Can we make tailpipes that capture CO2?

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Hyperbranched Aminosilica

Georgia Tech graduate student Jeffrey Drese displays a tubular reactor filled with the HAS adsorbent dispersed in sand.
Georgia Tech graduate student Jeffrey Drese displays a tubular reactor filled with the HAS adsorbent dispersed in sand.
Photo courtesy Gary Meek/Georgia Tech

So will our cars' tailpipes be made of this stuff called hyperbranched aminosilica (HAS) in the near future? Dr. Chris Jones says he doesn't think so; storing captured carbon from all those tailpipes would be too costly. Instead, Jones and his team at the Georgia Institute of Technology (Georgia Tech) are focused on an even bigger source of carbon dioxide emissions -- power plants.

You may think of electricity as clean energy. But have you ever considered where electricity comes from? Since it's an energy carrier, electricity gets its energy from another source. In the United States the majority of that energy -- 50 percent -- comes from coal [source: Pew]. Electrical power plants worldwide use enough fossil fuels for energy production to account for 26 percent of global CO2 emissions; transportation (including planes, trains and automobiles) account for 13 percent worldwide [source: IPCC].

Jones has his sights set on cleaning up smokestacks. HAS can help by adsorbing CO2. The Georgia Tech researchers used covalent bonding (combining two molecules by joining their electrons) to bind amines -- nitrogen-based organic compounds -- with silica (quartz) [source: Georgia Tech]. The result is aminosilica, a powdery substance that looks like white sand. Within the substance, a number of branches that resemble trees are born from the bonding, hence the name: hyperbranched. At the braches' tips are amino sites that capture CO2.

When HAS was combined with sand, the chemists found that the resulting compound was capable of trapping carbon dioxide when flue gasses -- emissions found in smokestacks -- passed through it.

The HAS compound not only captures CO2, it hangs onto it. To release the carbon dioxide, the material must be heated, and the CO2 that's released can be captured and stored (either as a gas or cooled into liquid form) in a process called carbon sequestration. This is actually more exciting than it sounds. Not only will it reduce CO2 emissions, it makes it possible to reuse the captured CO2 to feed biofuel stock. One company grows algae in Louisiana for use as a biofuel. The algae are fed with captured CO2 [source: EcoGeek].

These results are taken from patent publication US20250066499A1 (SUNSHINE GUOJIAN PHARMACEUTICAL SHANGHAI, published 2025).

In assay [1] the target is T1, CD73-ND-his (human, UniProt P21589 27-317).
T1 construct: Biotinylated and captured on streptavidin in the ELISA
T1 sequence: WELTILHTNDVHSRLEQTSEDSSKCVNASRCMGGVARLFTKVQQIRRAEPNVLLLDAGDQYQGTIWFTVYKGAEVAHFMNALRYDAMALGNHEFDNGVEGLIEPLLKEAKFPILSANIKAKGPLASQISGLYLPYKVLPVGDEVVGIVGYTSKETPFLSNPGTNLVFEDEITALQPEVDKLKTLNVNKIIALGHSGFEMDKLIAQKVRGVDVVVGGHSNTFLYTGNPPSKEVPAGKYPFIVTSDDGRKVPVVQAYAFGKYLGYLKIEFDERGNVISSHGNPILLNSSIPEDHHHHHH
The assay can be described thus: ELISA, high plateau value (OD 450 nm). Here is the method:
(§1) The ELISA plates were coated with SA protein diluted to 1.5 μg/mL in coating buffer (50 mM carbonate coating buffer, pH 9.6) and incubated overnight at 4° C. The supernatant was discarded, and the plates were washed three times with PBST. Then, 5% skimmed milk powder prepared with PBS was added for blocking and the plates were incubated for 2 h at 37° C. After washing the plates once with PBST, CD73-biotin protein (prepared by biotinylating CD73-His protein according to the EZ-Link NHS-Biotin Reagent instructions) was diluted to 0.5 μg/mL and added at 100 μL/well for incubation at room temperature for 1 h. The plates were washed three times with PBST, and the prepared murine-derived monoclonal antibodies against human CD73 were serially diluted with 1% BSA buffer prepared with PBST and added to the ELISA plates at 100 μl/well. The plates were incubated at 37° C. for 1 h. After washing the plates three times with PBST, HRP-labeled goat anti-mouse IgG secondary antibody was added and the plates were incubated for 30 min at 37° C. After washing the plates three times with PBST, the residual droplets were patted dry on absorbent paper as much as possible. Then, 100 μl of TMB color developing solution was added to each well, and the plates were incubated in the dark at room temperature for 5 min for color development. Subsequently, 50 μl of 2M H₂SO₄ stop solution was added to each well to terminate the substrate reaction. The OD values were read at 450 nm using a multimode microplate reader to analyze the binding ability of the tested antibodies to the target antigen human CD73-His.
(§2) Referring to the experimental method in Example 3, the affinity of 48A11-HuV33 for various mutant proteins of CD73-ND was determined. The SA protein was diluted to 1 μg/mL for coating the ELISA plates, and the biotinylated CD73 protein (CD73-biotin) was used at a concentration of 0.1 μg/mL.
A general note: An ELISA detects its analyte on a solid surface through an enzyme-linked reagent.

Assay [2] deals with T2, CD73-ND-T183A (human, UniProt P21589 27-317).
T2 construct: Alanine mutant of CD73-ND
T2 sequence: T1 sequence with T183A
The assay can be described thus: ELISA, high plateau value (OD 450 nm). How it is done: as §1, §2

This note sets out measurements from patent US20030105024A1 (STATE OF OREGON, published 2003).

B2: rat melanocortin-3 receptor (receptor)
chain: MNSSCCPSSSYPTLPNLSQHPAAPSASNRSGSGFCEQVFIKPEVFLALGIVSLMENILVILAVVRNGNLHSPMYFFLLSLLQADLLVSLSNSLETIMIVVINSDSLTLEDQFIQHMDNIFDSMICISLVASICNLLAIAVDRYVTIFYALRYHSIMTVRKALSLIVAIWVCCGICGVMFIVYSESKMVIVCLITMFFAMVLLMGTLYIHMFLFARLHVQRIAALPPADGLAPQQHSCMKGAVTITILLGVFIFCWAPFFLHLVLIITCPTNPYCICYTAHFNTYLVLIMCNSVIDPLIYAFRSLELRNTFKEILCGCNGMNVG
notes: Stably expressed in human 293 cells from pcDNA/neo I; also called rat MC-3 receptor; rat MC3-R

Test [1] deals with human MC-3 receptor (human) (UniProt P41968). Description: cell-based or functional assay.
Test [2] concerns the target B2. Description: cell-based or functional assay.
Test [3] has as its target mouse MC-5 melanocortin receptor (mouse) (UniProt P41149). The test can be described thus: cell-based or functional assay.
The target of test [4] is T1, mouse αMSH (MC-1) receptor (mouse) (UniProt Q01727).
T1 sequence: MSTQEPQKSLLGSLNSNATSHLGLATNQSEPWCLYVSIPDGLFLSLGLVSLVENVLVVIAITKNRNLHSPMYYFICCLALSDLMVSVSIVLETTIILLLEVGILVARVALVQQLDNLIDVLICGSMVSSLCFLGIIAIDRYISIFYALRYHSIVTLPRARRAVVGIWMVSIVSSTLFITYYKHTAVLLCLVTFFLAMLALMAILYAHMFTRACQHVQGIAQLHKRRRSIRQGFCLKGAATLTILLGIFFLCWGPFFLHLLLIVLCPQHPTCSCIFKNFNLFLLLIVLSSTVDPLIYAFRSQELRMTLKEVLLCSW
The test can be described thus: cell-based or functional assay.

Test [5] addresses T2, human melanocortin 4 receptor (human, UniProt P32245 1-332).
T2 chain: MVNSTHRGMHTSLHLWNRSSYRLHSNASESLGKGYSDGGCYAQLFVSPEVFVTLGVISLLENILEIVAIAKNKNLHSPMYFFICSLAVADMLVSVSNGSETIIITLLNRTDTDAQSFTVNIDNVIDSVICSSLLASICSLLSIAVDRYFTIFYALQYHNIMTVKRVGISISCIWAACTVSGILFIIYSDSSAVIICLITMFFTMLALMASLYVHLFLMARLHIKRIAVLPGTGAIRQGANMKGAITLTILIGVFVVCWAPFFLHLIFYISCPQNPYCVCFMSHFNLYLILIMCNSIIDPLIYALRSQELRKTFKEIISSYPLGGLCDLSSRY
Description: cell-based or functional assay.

Hyperbranched aminosilica has some advantages over other methods of carbon sequestration. For one, it's recyclable. HAS can be used over and over again; the Georgia Tech researchers tested one batch 12 times and found that there was no noticeable decrease in adsorption [source: Georgia Tech]. And the material also isn't affected by moisture, which is a plus since water vapor is present in flue gases. It's also low on required energy input; the only energy needed comes from the generation of the heat that releases the CO2.

But there are some challenges that face the project. For one, the CO2/amine reaction that binds the carbon dioxide to the branches generates heat. The researchers found that the aminosilica captures CO2 best at cool temperatures, so they must figure out how to get rid of the heat that's produced quickly, so the CO2 binds. Another problem is exactly how to apply the compound. Can it be packed into smoke stacks? Can the material be produced into removable discs that cover smoke stack openings?

Although HAS may never be found in tailpipes, if the Georgia Tech researchers can lower carbon dioxide emissions from energy production alone, they will have offered one new way to solve our greenhouse gas troubles.

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